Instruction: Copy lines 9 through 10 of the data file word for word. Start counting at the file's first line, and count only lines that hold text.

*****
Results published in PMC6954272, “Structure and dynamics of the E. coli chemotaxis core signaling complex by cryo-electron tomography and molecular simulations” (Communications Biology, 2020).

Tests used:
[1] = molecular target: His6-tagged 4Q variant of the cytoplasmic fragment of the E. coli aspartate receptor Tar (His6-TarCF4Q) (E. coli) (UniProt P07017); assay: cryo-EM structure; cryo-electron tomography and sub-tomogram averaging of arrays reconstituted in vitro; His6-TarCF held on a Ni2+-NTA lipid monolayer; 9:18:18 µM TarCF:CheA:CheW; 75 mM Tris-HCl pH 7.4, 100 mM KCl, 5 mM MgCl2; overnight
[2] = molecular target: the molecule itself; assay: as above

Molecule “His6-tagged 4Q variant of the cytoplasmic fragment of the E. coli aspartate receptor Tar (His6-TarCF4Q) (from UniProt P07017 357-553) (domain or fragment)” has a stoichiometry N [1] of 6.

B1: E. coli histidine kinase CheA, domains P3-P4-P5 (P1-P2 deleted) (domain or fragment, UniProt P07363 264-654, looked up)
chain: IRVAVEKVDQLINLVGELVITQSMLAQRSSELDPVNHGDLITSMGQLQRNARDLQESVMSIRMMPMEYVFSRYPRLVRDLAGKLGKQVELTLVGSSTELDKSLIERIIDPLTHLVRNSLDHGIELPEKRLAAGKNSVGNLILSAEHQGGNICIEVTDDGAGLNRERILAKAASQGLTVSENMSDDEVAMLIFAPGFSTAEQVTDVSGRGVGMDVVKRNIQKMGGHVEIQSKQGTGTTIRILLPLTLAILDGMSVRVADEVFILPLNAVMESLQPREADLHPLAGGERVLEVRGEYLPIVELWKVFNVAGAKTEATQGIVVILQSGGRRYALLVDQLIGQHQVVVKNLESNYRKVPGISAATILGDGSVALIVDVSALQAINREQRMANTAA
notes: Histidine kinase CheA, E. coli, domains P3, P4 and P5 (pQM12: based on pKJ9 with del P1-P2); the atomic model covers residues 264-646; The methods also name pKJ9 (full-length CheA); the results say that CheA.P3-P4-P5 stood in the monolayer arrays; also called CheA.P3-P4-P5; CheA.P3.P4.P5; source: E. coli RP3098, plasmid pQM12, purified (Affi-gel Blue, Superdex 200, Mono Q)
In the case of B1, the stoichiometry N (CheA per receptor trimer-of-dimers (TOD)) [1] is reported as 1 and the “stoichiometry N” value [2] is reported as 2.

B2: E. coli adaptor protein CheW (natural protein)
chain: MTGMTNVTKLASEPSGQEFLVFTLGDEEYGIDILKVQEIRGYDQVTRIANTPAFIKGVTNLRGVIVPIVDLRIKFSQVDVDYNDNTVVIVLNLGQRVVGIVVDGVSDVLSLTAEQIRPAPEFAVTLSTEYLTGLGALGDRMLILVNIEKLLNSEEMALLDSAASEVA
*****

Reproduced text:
In the case of B1, the stoichiometry N (CheA per receptor trimer-of-dimers (TOD)) [1] is reported as 1 and the “stoichiometry N” value [2] is reported as 2.

B2: E. coli adaptor protein CheW (natural protein)